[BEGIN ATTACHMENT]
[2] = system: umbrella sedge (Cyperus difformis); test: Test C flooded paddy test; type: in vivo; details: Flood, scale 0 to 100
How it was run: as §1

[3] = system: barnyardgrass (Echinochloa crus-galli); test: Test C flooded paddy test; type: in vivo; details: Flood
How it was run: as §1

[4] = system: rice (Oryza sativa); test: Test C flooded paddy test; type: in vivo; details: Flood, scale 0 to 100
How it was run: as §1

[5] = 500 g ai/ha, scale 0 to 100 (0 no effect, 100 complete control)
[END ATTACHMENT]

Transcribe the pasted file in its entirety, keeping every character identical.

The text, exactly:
[2] = system: umbrella sedge (Cyperus difformis); test: Test C flooded paddy test; type: in vivo; details: Flood, scale 0 to 100
How it was run: as §1

[3] = system: barnyardgrass (Echinochloa crus-galli); test: Test C flooded paddy test; type: in vivo; details: Flood
How it was run: as §1

[4] = system: rice (Oryza sativa); test: Test C flooded paddy test; type: in vivo; details: Flood, scale 0 to 100
How it was run: as §1

[5] = 500 g ai/ha, scale 0 to 100 (0 no effect, 100 complete control)